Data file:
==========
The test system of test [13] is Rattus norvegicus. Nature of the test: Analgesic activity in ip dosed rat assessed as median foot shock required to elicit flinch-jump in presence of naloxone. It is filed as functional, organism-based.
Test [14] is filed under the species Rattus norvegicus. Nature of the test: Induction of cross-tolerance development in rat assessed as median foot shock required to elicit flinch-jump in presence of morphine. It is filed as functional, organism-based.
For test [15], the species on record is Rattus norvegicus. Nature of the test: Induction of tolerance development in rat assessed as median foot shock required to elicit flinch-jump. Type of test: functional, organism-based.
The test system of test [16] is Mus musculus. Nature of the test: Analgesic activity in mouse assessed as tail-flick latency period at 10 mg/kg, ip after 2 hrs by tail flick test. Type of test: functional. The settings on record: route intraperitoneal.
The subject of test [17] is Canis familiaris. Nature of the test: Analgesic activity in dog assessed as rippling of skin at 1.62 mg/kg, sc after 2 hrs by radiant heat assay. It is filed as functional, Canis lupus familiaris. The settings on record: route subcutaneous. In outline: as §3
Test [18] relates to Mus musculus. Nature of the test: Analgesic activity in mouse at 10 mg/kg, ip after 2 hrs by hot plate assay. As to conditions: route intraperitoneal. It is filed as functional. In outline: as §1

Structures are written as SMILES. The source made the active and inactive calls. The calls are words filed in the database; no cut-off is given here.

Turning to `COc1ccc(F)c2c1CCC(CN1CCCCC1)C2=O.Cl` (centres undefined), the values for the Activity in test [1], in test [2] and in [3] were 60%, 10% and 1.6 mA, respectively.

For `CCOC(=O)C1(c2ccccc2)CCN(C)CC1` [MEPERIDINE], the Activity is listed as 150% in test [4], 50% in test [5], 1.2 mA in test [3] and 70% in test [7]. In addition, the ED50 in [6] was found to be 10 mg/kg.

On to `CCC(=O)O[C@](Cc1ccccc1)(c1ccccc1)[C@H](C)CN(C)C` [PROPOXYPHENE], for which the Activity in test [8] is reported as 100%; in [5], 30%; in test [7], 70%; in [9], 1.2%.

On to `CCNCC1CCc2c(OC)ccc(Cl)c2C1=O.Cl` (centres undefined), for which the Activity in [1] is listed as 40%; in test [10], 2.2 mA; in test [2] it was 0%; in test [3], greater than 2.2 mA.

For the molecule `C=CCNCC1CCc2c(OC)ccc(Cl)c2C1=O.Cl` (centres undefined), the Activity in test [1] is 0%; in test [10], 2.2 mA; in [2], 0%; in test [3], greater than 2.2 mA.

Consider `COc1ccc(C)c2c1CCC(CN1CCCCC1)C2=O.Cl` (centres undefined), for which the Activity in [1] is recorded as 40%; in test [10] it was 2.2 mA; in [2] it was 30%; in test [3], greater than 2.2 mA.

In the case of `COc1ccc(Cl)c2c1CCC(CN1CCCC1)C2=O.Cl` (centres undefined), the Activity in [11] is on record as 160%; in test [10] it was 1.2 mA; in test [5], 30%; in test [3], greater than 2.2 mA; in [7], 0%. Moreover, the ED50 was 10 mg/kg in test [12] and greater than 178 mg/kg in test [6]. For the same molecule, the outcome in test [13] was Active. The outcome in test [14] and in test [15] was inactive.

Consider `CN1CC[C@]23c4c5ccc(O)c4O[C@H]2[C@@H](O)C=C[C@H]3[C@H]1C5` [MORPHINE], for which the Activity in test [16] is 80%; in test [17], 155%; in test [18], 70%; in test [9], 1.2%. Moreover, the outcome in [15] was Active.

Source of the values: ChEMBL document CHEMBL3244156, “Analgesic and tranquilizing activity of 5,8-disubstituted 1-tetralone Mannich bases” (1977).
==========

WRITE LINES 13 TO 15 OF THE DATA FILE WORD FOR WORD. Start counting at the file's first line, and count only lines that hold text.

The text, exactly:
Consider `COc1ccc(C)c2c1CCC(CN1CCCCC1)C2=O.Cl` (centres undefined), for which the Activity in [1] is recorded as 40%; in test [10] it was 2.2 mA; in [2] it was 30%; in test [3], greater than 2.2 mA.

In the case of `COc1ccc(Cl)c2c1CCC(CN1CCCC1)C2=O.Cl` (centres undefined), the Activity in [11] is on record as 160%; in test [10] it was 1.2 mA; in test [5], 30%; in test [3], greater than 2.2 mA; in [7], 0%. Moreover, the ED50 was 10 mg/kg in test [12] and greater than 178 mg/kg in test [6]. For the same molecule, the outcome in test [13] was Active. The outcome in test [14] and in test [15] was inactive.

Consider `CN1CC[C@]23c4c5ccc(O)c4O[C@H]2[C@@H](O)C=C[C@H]3[C@H]1C5` [MORPHINE], for which the Activity in test [16] is 80%; in test [17], 155%; in test [18], 70%; in test [9], 1.2%. Moreover, the outcome in [15] was Active.